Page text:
Worse, I had found myself becoming one of those Palm Zombies I've blogged about in the past, whenever I found a free Wi-Fi access hot spot for my iPhone.
Roosh was right, I was treating the internet not as a tool, but as a lifestyle, trading it in for real life instead.
Much of the topics of this blog and my participation in the MAndrosphere where some of the greatest tools I have ever used to enhance and improve my life in our current Brave New World Order's globalized feedlot society. I mostly got myself out of usurious debt slavery, improved my health, developed a zeal for practicing the culinary arts, improved my physical endurance, stamina and discipline, and gained a greater understanding of just what is most important in this life and what it really means to be a Father and not just a hapless, pack mule provider.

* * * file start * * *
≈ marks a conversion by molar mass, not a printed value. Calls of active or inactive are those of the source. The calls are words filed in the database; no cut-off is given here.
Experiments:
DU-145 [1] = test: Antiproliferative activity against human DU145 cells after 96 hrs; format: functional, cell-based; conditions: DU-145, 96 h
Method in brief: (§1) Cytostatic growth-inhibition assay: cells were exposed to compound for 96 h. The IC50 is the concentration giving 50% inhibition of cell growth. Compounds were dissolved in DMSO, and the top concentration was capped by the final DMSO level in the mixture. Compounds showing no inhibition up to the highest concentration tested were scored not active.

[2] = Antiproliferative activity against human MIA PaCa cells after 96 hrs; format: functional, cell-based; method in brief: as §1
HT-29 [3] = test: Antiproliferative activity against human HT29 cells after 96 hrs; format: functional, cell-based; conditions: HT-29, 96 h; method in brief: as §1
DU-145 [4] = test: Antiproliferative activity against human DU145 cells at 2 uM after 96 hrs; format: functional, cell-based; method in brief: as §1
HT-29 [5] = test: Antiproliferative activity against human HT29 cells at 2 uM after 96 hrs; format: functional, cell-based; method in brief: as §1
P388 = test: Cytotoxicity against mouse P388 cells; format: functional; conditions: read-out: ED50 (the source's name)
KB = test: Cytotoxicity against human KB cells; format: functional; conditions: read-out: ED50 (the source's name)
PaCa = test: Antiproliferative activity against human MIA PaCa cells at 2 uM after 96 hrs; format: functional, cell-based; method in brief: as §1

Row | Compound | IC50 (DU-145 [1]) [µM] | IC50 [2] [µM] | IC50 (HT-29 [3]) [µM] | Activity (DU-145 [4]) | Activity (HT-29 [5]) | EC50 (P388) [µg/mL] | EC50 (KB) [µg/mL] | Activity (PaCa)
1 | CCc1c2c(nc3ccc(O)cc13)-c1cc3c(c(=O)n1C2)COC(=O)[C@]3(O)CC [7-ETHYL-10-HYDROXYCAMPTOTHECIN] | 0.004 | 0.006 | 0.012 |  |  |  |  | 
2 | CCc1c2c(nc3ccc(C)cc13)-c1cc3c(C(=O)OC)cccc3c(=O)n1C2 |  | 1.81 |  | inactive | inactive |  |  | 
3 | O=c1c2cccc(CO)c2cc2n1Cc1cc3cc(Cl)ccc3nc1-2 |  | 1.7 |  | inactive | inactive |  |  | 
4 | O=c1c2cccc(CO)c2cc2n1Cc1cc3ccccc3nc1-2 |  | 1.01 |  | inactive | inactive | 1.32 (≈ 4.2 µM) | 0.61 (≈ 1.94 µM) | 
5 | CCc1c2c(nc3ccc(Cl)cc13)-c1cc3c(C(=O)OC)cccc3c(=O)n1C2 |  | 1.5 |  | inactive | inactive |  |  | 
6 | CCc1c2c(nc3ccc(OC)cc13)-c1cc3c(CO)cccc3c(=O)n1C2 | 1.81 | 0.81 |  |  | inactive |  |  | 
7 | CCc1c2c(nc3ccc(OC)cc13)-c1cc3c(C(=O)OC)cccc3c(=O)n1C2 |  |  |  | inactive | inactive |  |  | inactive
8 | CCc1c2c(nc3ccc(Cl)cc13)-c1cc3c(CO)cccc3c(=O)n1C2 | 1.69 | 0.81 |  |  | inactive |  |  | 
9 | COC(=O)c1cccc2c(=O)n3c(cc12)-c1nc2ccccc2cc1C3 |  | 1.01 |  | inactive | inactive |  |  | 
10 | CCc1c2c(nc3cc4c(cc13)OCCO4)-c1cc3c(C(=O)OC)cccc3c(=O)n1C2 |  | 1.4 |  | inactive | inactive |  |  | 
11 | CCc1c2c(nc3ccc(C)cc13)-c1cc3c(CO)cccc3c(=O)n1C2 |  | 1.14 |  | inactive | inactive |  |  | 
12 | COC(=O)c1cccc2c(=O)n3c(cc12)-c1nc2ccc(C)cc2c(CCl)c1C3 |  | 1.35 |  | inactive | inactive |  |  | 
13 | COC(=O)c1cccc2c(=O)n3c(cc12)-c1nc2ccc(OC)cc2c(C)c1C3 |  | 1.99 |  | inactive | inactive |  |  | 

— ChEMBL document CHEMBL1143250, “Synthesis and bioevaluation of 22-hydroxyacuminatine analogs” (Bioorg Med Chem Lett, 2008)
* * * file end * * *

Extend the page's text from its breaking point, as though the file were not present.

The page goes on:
But I seem to have reached a point of maximized utility here, and much of the things I've been reading on teh Interwebz seems to be retreads and rehashes of all the topics I was reading and writing about 4 years ago. It all seems like re-runs now...yet I couldn't stop from logging on and frittering away hours on end reading and composing new blog posts on comments on other folk's blogs, day after day.
Roosh's article gave me a moment of clarity and I knew something had to change. So I contemplated blogger-cide. I came close several times, but I just couldn't do it...but it did result in a two month hiatus from any posting. Since I decided to not give up my access to this blog, I have been very careful to not get sucked back into a daily habit of using the internet as a lifestyle rather than a tool.